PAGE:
Montgomery County school Superintendent Edward A. Andrews recommended yesterday reinstatement of the desegregation plan at Rosemary Hills Elementary School in Silver Spring that was terminated last year by the now-lame duck conservative majority on the county school board.
The timing of Andrews' proposal effectively blocks any vote by the current board, whose conservative majority will lose control on Dec. 1 as the result of Tuesday's election. Board policy states that changes in school boundaries or reassignment of pupils require that communities be allowed at least a month to respond.
This latest recommendation is certain to renew what was one of the bitterest debates of the conservatives' four-year domination of the board. The board's decision to ignore Andrews' recommendation and close Rosemary Hills and disperse its children to a number of schools was reversed by the state Board of Education -- the first time the state board had ever overturned a local board decision involving a school closing.
The local board's handling of Rosemary Hills, and its recommendations involving two other Silver Spring schools with high minority enrollments, was cited by critics as one of the actions that synthesized antiboard sentiment.
Andrews' resubmitted proposal is similar to the one rejected nearly a year ago by the seven-member school board. In his new plan, Andrews calls for a return to a pairing between Rosemary Hills, located in a predominantly minority area, and Chevy Chase Elementary, which is in an affluent white neighborhood. In addition, Andrews recommends bringing two more schools in the Chevy Chase area, North Chevy Chase and Rollingwood, into the grouping to reduce the racial imbalance.
"All I can say is, I told you so," said board member Joseph Barse, who lost Tuesday and who originally proposed closing Rosemary Hills. "It's exactly what we predicted would happen. Obviously the superintendent waited until after the election to see what type of recommendation he would make. He knew he didn't have a prayer of a chance with the old board if Wallace and I were reelected."
Two of the new board members, Marilyn Praisner and Robert Shoenberg, said yesterday they would reserve judgment until they had seen the superintendent's plan. During the election campaign, both were critical of the board decision to close Rosemary Hills and said they were not opposed to pairing for desegregation purposes. Even Blair Ewing, one of two board members who strenuously opposed the closing, also said he would reserve judgment, adding that the children in those areas had been "disrupted frequently."
Board member Marian Greenblatt, the leader of the conservative majority and now one of two conservatives remaining on the board, said she was stunned by the superintendent's decision. "We've finally had a plan that would bring some stability and now we're playing Ping-Pong with the kids again."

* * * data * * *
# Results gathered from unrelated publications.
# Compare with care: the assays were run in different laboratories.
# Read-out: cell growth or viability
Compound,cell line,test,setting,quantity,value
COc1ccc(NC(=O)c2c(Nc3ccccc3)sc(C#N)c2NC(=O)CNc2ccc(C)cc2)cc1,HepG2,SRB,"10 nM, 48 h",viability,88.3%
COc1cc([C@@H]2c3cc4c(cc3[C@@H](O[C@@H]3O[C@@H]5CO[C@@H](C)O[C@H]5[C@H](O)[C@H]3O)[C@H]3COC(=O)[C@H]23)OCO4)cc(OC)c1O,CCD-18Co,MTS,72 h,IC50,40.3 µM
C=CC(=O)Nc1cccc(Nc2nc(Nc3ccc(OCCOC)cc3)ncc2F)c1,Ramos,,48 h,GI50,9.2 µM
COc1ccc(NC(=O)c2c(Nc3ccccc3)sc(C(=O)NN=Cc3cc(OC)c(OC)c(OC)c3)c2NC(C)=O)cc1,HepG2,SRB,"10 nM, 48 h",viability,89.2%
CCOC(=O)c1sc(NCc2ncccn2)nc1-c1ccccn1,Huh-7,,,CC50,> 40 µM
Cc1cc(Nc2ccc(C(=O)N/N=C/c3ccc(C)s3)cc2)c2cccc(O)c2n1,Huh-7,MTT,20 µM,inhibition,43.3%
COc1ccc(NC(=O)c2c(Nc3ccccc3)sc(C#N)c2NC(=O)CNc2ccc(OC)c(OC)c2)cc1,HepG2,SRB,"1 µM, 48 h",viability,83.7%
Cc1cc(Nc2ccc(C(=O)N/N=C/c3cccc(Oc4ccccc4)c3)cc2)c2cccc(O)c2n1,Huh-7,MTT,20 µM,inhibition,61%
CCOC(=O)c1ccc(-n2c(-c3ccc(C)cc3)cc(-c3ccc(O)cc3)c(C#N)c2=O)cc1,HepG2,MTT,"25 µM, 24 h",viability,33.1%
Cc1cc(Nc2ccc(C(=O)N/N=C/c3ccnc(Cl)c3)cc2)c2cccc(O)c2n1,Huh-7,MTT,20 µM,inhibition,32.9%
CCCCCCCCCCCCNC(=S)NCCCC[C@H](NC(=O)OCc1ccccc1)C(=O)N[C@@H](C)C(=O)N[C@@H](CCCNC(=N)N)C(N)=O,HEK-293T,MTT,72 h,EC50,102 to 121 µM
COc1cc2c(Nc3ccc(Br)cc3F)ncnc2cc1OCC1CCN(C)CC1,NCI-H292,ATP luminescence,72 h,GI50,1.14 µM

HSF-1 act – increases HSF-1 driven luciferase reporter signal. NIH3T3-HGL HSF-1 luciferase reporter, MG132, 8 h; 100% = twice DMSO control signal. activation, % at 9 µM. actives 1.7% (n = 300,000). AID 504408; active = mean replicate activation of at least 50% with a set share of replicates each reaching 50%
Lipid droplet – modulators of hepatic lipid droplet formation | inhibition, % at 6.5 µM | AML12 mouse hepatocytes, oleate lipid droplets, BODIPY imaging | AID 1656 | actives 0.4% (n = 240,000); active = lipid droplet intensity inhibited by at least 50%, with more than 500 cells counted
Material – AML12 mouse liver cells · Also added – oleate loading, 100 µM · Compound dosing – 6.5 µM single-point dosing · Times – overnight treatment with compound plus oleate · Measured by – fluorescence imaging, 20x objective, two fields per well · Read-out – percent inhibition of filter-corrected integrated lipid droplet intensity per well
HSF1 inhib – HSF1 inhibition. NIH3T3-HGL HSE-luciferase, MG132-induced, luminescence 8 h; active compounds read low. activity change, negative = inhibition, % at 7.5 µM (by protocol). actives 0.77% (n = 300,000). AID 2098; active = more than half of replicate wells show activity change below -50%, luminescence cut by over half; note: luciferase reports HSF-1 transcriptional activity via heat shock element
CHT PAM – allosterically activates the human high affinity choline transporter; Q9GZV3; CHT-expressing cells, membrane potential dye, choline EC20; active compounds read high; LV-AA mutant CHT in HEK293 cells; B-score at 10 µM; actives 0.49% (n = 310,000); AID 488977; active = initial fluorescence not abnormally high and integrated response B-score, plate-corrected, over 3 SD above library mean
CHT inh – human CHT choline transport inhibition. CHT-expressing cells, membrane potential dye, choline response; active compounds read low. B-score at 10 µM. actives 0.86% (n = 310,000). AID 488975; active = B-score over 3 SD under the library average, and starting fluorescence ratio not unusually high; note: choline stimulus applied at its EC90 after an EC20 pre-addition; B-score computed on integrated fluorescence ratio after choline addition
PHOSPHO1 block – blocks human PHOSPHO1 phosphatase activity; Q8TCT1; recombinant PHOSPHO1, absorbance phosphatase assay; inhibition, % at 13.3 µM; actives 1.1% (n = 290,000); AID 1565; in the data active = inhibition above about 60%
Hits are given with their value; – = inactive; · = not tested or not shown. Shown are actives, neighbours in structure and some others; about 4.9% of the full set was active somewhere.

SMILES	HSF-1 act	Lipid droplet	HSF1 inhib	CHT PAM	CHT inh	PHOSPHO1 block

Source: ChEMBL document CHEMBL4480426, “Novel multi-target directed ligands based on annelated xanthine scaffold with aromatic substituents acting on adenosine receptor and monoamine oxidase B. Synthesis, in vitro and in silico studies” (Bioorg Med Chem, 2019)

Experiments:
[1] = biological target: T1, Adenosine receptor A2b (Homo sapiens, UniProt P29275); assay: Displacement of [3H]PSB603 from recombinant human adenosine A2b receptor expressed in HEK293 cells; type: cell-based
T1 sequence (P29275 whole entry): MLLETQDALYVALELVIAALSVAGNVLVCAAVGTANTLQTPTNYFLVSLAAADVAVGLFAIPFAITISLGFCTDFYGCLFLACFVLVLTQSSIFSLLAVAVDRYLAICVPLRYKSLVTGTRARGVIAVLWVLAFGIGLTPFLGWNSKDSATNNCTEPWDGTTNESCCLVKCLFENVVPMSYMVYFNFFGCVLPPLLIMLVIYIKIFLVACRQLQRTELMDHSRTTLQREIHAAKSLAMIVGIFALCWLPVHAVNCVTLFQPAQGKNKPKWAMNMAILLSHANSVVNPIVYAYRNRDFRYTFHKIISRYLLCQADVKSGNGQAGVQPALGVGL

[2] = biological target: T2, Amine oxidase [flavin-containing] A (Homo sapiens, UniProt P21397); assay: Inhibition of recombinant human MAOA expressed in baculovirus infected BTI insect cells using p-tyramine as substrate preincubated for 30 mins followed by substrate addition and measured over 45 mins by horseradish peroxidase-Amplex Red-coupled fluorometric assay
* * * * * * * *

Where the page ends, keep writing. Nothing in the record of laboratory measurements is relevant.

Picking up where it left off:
Pat Baptiste, the former president of the Chevy Chase Parent-Teacher Association, said, "I am appalled that the superintendent would again recommend a plan that the community overwhelmingly has said they don't want."
Roscoe Nix, president of the county NAACP, said the latest plan appeared to be a "vast improvement."
Andrews could not be reached for comment, but in the report he wrote, "Everyone . . . wants to ensure that all students . . . receive a high quality education. But this desire . . . must be accompanied by other legal and practical considerations . . . The severe racial imbalance caused by housing patterns in the cluster must be addressed in ways that do not impose a disproportionate burden on any group or part of the community."
Without any desegregation plan, school officials estimate the racial minority enrollment at Rosemary Hills would be more than 95 percent.
In reversing the local board's closing of Rosemary Hills last July, the state board ruled that the closing, in effect, resulted in one-way busing for minorities and thus violated the local board's own racial guidelines.
In response, instead of returning to the existing pairing, as Andrews suggested, the local board voted to close North Chevy Chase and Rollingwood and send students from those two schools to Rosemary Hills and Chevy Chase, respectively. That is the plan that is now in effect. The state board gave temporary approval to that plan, but asked that a final recommendation for the area be submitted to it by Jan. 31.
The latest plan would send kindergarten through second-grade pupils who live in the Rollingwood, Chevy Chase, North Chevy Chase and Rosemary Hills attendance areas to Rosemary Hills beginning next September. (To avoid moving them so often, first graders now at Chevy Chase would stay there.) Most of the third-through-sixth graders from Rosemary Hills and all of them from North Chevy Chase would attend North Chevy Chase, and those from Chevy Chase and Rollingwood, along with 26 from Rosemary Hills, would attend Chevy Chase.